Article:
"Deals between car makers ensure more choice for buyers"

Joint deals between manufacturers might make you worry that all the vehicles will be similar - but Graham Hope thinks otherwise

Graham Opinion Kadjar

Nissan's acquisition of a 34 per cent stake in Mitsubishi last week was just the latest example of an ever compressing industry where brands are losing their individuality as they're immersed into bigger, more powerful concerns. It follows Toyota's takeover of Daihatsu earlier this year.

It's udnerstandable, really. There are mutual benefits. Nissan benefits from Mitsubishi's strong presence in south-east Asia. And Mitsubishi now has a powerful backer following a rocky period where it has admitted falsifying fuel economy figures. And of course, the pair will share technology and platforms, as is normal.

Nissan acquires 34 per cent of Mitusbishi Motors

To some, this kind of deal has led to a worrying homogenisation of the cars on offer to buyers. Shared resources often mean similar vehicles from different brands, where once they had their own identity. But is it really such a bad thing?

For smaller manufacturers, this kind of deal can provide welcome stability. And for consumers, it means much more in the way of choice.

Nissan Qashqai - 2015

A great case in point is the alliance between Nissan and Renault. Would a car such as the Kadjar have made such an impact on the market were it not for the mechanically similar Qashqai?

Cynics say they are two peas in a pod, but there are more than enough differences between both in the way they look, feel and drive for them to warrant a place on the market. And buyers clearly find the ownership experience very different, too; the Kadjar was rated third overall in our Driver Power survey, while the Qashqai limped home in 131st.

The deal that Nissan has now done with Mitsubishi will clearly allow both to continue to prosper in an increasingly competitive industry, and to me that is a more salient point that nit-picking over the cars it might potentially produce.

Do you think partnerships between manufacturers are good or bad for the consumer? Let us know in the comments below...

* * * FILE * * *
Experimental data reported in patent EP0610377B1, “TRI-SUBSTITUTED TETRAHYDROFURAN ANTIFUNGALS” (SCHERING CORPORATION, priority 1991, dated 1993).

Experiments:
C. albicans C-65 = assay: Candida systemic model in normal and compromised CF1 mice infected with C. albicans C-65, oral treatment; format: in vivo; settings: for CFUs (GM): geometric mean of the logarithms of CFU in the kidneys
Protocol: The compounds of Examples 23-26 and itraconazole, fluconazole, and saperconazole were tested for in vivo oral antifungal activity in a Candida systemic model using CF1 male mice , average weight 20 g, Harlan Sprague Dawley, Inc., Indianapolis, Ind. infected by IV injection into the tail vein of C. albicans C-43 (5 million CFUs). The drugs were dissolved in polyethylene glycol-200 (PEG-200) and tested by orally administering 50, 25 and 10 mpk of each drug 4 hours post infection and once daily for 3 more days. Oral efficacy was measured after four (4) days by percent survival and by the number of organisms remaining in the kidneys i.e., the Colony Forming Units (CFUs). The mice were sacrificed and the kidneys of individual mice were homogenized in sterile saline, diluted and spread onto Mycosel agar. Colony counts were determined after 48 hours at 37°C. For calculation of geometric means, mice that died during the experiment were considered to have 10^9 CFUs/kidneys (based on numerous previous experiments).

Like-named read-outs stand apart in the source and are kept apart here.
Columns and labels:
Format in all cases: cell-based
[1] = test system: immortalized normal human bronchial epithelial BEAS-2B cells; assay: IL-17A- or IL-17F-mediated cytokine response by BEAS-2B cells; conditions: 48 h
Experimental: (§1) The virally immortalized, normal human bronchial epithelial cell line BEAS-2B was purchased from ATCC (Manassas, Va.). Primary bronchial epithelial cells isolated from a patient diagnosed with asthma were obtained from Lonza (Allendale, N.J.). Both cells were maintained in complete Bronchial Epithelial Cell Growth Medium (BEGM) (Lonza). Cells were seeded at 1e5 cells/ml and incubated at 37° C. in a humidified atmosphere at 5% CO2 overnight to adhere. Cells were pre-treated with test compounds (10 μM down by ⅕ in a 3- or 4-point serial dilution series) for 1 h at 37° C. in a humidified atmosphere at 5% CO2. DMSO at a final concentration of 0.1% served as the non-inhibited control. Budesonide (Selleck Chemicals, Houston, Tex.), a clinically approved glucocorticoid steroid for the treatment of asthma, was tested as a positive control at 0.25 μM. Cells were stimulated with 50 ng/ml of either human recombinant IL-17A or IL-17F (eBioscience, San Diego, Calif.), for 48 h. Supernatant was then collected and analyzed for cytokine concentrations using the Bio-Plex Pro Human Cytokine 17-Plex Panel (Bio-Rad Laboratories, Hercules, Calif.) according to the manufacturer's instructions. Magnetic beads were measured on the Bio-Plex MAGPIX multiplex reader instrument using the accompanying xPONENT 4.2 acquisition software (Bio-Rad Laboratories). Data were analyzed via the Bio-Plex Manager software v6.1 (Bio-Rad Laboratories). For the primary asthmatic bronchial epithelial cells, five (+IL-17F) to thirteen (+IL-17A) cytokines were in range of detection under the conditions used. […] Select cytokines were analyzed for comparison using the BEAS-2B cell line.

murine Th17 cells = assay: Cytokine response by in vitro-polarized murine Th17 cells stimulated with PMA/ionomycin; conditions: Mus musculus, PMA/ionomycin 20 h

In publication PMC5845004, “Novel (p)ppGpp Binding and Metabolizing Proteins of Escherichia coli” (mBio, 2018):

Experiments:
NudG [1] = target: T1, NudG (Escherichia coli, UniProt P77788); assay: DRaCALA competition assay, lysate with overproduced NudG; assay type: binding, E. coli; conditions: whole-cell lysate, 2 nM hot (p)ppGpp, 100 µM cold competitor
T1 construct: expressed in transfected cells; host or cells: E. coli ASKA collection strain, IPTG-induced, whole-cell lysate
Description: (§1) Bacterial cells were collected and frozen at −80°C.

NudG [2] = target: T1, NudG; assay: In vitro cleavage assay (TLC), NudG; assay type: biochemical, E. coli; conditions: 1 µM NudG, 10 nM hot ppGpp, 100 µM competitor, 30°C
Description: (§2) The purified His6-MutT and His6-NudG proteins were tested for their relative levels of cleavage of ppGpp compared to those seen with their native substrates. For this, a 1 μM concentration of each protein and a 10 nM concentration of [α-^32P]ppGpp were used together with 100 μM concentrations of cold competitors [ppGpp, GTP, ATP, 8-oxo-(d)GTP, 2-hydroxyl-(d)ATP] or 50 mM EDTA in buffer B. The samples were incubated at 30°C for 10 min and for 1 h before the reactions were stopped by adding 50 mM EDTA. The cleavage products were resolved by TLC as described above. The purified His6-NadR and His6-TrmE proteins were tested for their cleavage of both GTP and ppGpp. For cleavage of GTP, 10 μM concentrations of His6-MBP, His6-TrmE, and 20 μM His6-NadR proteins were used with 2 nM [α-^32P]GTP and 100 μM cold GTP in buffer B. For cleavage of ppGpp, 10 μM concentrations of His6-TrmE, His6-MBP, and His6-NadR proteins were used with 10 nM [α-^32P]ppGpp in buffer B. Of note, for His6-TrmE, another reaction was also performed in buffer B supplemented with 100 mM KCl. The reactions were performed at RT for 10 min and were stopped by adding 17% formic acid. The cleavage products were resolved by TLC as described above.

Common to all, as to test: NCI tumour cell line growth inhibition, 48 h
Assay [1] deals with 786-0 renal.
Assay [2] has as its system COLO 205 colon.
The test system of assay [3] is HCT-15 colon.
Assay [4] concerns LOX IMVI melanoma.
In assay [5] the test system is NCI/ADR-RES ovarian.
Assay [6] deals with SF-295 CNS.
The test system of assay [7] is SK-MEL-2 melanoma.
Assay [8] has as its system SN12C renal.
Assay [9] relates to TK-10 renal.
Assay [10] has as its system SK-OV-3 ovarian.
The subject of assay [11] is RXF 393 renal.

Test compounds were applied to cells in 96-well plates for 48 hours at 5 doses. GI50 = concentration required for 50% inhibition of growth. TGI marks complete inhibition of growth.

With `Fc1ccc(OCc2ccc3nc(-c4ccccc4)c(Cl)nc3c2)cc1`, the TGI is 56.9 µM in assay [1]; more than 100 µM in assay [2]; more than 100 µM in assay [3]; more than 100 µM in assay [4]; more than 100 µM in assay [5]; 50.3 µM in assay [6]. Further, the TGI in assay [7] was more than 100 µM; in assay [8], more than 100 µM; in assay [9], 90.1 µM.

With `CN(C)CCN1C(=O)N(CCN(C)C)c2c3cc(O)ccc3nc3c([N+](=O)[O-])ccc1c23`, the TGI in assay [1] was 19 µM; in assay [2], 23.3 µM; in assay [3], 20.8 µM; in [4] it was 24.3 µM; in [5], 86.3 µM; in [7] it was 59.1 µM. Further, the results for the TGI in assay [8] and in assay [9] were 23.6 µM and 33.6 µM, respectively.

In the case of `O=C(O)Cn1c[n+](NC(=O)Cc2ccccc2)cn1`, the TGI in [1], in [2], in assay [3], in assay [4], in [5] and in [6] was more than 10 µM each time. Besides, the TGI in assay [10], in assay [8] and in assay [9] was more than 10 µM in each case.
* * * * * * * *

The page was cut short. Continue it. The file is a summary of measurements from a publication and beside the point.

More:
Recommended

'Power outages do nothing to inspire confidence in would-be EV buyers'
Opinion

'Power outages do nothing to inspire confidence in would-be EV buyers'

Mike Rutherford thinks the switch to an all-electric UK car market hasn't been thought through
29 Nov 2020
'MINI’s brand focus needs to rub off on BMW, too'
Opinion

'MINI’s brand focus needs to rub off on BMW, too'

BMW needs to regain its identity and should look to MINI for inspiration, says Steve Fowler
28 Oct 2020
'The Pop-Up Motor Show is a simple idea at precisely the right time'
Opinion

'The Pop-Up Motor Show is a simple idea at precisely the right time'

Mike Rutherford thinks the new Pop-Up Motor Show can be the perfect way to serve the demands of Britain's car users
11 Oct 2020
'The Land Rover Defender and Aston Martin DBX must be front runners for World Car Design of the Year'
Opinion

'The Land Rover Defender and Aston Martin DBX must be front runners for World Car Design of the Year'

Mike Rutherford thinks cars from Gerry McGovern and Marek Reichman are favourites to win design award
30 Aug 2020

Most Popular

New Audi A6 50 TFSI e 2020 review
Audi A6

New Audi A6 50 TFSI e 2020 review

The new Audi A6 50 TFSI e brings plug-in hybrid power to the A6 range for the first time
10 Nov 2020
New 2021 Mercedes-Maybach S-Class luxury limo unveiled
Mercedes S-Class

New 2021 Mercedes-Maybach S-Class luxury limo unveiled

The new Mercedes-Maybach S-Class has made its official debut, with lashings of technology and even more imposing styling
19 Nov 2020
How to transfer a number plate from one car to another
MINI number plate change
Tips & advice

How to transfer a number plate from one car to another

Need to know how to transfer a number plate between vehicles? Our step-by-step guide breaks it down
22 Nov 2020